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6 Nifty Steps on How to Divide a Boston Fern

6 Nifty Steps on How to Divide a Boston Fern

I still have my very first Boston Fern, which was a birthday gift. It adds a pop of green to my patio that ties in perfectly with my decor.

But one plant wasn’t enough. I needed a few more.

To the nursery, I went and nearly fainted when I saw the price tag. A Boston fern is not a cheap plant.

Did I really want to fork out money for a second plant, or was there a way to propagate my then one and only fern?

I learned that I could easily divide my Boston fern to make more, and with proper care, the newlings thrive just like the mother plant.

 

How to Divide a Boston Fern?

Firstly, water your Boston fern 2 days before you divide it. Next, remove it from the soil by inserting a shovel 6 inches (15 cm) from and around the fern for garden-grown ferns. Grab hold of the leaves near the crown and pull if grown in a pot. Use sanitized blades or garden forks to divide the root ball into 4-8 sections before repotting it in well-draining soil.

 

Steps to Divide Your Boston Fern

Follow our step-by-step guide to successfully divide your Boston fern to propagate it:

 

Step 1: Water

Two days before I divide my Boston fern, I generously water the soil.

This helps ensure the root system can more easily deal with the stress of being cut and dislodged from its bed in the soil.

 

Step 2: Start Digging or Removing From the Pot

Since I’ve watered, two days have passed. It’s now time for me to dig out my Boston fern if it is planted in my garden.

I also have a few of these plants that I keep in the house, and these are planted in pots.

For those ferns in my garden:

  • I place my shovel about 6 inches away from the Boston fern so I make sure not to cut off any roots while I dig out the plant.
  • Next, I stick the shovel into the ground. This should be done straight down.
  • Do the same thing around the fern.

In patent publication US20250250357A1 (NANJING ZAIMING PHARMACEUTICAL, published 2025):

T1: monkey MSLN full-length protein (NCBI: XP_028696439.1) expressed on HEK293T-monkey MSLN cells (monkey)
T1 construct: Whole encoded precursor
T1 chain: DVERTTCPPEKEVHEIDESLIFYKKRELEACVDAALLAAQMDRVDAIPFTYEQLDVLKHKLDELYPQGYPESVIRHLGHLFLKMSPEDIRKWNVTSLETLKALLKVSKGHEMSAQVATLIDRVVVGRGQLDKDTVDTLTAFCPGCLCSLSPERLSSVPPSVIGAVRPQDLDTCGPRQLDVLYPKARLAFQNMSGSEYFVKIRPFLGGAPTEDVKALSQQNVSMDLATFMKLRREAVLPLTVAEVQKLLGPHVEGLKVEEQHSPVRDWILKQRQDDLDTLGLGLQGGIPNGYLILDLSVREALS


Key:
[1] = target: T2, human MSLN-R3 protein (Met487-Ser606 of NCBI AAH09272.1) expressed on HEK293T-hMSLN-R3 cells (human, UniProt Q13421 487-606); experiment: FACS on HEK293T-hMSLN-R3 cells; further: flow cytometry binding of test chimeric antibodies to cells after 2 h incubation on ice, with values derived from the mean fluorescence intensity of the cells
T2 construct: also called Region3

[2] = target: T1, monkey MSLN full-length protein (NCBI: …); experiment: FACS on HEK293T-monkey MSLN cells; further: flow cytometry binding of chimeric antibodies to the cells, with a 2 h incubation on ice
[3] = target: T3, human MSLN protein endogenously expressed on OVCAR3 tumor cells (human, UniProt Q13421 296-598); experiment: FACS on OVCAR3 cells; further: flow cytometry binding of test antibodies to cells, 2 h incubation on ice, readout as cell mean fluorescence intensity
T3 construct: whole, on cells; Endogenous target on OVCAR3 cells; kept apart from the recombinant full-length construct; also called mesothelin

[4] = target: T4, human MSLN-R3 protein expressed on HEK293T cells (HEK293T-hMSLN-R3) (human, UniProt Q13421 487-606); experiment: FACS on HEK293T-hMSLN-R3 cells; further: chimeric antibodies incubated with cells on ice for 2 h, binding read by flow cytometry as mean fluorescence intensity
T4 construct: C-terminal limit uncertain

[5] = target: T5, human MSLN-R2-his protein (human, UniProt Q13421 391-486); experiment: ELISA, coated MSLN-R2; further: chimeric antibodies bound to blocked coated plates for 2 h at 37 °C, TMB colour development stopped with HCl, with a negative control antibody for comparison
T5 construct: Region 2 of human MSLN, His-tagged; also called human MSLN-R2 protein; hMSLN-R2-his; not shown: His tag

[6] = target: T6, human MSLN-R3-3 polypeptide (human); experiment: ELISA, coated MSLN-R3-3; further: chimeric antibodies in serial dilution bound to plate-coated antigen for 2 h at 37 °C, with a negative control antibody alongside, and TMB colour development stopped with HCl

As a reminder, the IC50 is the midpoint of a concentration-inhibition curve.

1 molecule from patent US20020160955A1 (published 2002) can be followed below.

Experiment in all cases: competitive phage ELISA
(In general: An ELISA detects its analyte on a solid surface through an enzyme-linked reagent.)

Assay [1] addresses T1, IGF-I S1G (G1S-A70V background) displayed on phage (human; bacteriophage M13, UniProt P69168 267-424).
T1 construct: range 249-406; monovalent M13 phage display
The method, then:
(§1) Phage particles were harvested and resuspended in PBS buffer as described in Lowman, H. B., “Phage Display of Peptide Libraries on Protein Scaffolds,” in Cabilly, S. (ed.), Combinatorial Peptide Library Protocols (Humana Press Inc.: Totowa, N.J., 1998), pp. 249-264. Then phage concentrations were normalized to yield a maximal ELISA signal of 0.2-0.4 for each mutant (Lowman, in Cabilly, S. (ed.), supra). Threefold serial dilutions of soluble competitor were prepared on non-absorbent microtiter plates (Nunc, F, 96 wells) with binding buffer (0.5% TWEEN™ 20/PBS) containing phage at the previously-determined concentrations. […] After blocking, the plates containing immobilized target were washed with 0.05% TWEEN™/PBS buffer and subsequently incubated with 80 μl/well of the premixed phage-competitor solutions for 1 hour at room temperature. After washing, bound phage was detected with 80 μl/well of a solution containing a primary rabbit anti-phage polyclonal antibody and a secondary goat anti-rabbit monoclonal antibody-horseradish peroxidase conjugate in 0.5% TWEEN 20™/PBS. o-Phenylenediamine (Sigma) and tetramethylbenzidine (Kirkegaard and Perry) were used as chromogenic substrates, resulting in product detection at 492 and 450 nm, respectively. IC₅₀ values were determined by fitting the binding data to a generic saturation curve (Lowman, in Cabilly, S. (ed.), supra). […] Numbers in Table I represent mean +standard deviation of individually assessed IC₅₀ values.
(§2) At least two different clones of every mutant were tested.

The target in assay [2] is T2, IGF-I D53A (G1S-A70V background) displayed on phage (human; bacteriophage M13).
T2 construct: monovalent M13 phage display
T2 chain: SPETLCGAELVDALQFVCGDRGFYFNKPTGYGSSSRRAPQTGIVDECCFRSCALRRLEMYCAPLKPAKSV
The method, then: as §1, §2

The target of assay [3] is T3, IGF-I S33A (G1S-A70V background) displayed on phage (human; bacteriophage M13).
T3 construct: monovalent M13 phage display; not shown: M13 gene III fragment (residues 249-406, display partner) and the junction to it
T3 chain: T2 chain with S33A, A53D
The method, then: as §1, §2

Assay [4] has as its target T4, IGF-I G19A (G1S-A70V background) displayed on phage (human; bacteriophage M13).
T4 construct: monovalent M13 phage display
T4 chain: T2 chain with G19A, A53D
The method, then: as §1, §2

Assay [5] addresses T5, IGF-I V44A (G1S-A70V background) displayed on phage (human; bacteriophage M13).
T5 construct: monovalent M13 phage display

• Lastly, I push the shovel in and lift the Boston fern out of the ground.

For those ferns in a pot:

  • I like a clean environment after dividing and repotting, so I lay out newspapers or a plastic tarp on the floor of my patio where I divide my Boston fern houseplants. I do, however, sometimes just split these on the grassy area in my garden.
  • Once my work area is ready, I grasp the leaves near the base and then I flip the pot so the plant’s at the bottom. Sometimes, I’m lucky and my plant slips out, easy-peasy, done.
  • Sometimes, I’m not so lucky, and removing the plant is trickier. In these cases, I gently tap the pot against a table or counter edge to help loosen the sides.

 

Step 3: Clean Your Garden Forks or Blade

I clean my garden forks or serrated blade with rubbing alcohol to ensure they are sanitized. This helps ensure I don’t infect my Boston Fern with any fungal or bacterial diseases, which could mean they will die.

I leave the blade to dry before I move on to the next step of dividing my Boston fern.

 

Step 4: Divide the Boston Fern

Once my blade is sanitized and the fern is out of the soil and resting on its side on my grass or a tarp, I cut the root ball of my Boston fern into two halves, then into quarters, and then into eights.

If I use garden forks, I tear the root ball into halves and so forth.

I only manage to get 8 sections if my fern’s root ball is big.

I’m usually happy to have quarters and I also make sure that each section has enough stems, leaves, and roots as this will ensure the new baby plants will grow optimally in their new pots.

 

Step 5: Repot

Now that I have my sections of Boston ferns, I repot each into their own pot. Sometimes I like to plant several of these together when I have an extra-large pot.

When I choose the pots for the divided sections, I ensure that the new root balls each fit comfortably in the pot and that there are about 2 inches to spare on either side of the roots.

With regard to soil, I usually just buy a soil-less potting mix that includes peat moss but a well-draining soil of loam, moss, leaf mold, and coarse sand will work well too.

 

Step 6: Water and Light

With my baby Boston ferns in their pots, I give them water, ensuring they are soaked. The soil should be moist, not waterlogged.

These plants also need bright, indirect light to flourish, so I move my pots where my ferns can do some sunbathing.

I then only water my baby ferns when I’m sure the first inch of the soil’s dry.

 

Frequently Asked Questions about Dividing a Boston Fern

 

Can I split my Boston fern?

You can split, or divide, your Boston fern. This is one of the ways to propagate the plant, so from the mother plant, you can make between 4-8 new Boston ferns.

 

When can I divide my Boston fern?

The best time to divide your Boston fern is during spring, and to encourage growth, repot your ferns every 3-5 years. There are also other indicators that it may be time to divide and repot your plant. These indicators are when your fern is growing smaller leaves than usual, no longer growing leaves, or dead in the middle, or center.

 

The Final Boston Divide

To avoid buying new Boston ferns at quite a price point, propagate your plant by dividing the root ball into equal quarters or eights, so from one mother plant, you can have 4-8 new ferns.

You may also need to divide the fern when the middle dies, it grows leaves that are smaller than before, or every 3-5 years to help your plant grow optimally.

Following my step-by-step guide ensures the process will be smooth sailing.

Enjoy!